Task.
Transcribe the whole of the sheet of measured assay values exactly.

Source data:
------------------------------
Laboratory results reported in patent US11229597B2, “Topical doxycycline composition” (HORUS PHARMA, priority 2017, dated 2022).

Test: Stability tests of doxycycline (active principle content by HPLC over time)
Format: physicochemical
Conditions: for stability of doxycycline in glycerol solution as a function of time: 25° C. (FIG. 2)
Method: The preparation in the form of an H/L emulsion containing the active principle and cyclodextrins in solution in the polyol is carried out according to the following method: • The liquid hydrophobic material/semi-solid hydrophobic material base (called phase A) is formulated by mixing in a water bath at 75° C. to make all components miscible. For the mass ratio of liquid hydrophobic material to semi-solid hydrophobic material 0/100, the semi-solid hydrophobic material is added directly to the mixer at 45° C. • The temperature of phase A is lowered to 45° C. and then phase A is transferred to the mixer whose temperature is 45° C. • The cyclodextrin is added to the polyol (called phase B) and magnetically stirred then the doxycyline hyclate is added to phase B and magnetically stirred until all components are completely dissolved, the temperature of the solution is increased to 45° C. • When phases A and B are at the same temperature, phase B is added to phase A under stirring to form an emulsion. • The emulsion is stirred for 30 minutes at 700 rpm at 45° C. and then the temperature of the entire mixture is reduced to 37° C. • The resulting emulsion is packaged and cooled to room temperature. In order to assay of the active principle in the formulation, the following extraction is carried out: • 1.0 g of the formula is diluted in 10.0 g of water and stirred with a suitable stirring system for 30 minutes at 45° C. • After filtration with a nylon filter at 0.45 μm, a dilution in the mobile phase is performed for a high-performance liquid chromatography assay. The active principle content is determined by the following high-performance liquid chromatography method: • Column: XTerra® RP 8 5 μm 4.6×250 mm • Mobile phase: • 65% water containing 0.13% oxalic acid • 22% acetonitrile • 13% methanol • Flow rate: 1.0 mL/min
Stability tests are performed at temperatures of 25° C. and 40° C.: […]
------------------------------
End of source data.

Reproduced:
Laboratory results reported in patent US11229597B2, “Topical doxycycline composition” (HORUS PHARMA, priority 2017, dated 2022).

Test: Stability tests of doxycycline (active principle content by HPLC over time)
Format: physicochemical
Conditions: for stability of doxycycline in glycerol solution as a function of time: 25° C. (FIG. 2)
Method: The preparation in the form of an H/L emulsion containing the active principle and cyclodextrins in solution in the polyol is carried out according to the following method: • The liquid hydrophobic material/semi-solid hydrophobic material base (called phase A) is formulated by mixing in a water bath at 75° C. to make all components miscible. For the mass ratio of liquid hydrophobic material to semi-solid hydrophobic material 0/100, the semi-solid hydrophobic material is added directly to the mixer at 45° C. • The temperature of phase A is lowered to 45° C. and then phase A is transferred to the mixer whose temperature is 45° C. • The cyclodextrin is added to the polyol (called phase B) and magnetically stirred then the doxycyline hyclate is added to phase B and magnetically stirred until all components are completely dissolved, the temperature of the solution is increased to 45° C. • When phases A and B are at the same temperature, phase B is added to phase A under stirring to form an emulsion. • The emulsion is stirred for 30 minutes at 700 rpm at 45° C. and then the temperature of the entire mixture is reduced to 37° C. • The resulting emulsion is packaged and cooled to room temperature. In order to assay of the active principle in the formulation, the following extraction is carried out: • 1.0 g of the formula is diluted in 10.0 g of water and stirred with a suitable stirring system for 30 minutes at 45° C. • After filtration with a nylon filter at 0.45 μm, a dilution in the mobile phase is performed for a high-performance liquid chromatography assay. The active principle content is determined by the following high-performance liquid chromatography method: • Column: XTerra® RP 8 5 μm 4.6×250 mm • Mobile phase: • 65% water containing 0.13% oxalic acid • 22% acetonitrile • 13% methanol • Flow rate: 1.0 mL/min
Stability tests are performed at temperatures of 25° C. and 40° C.: […]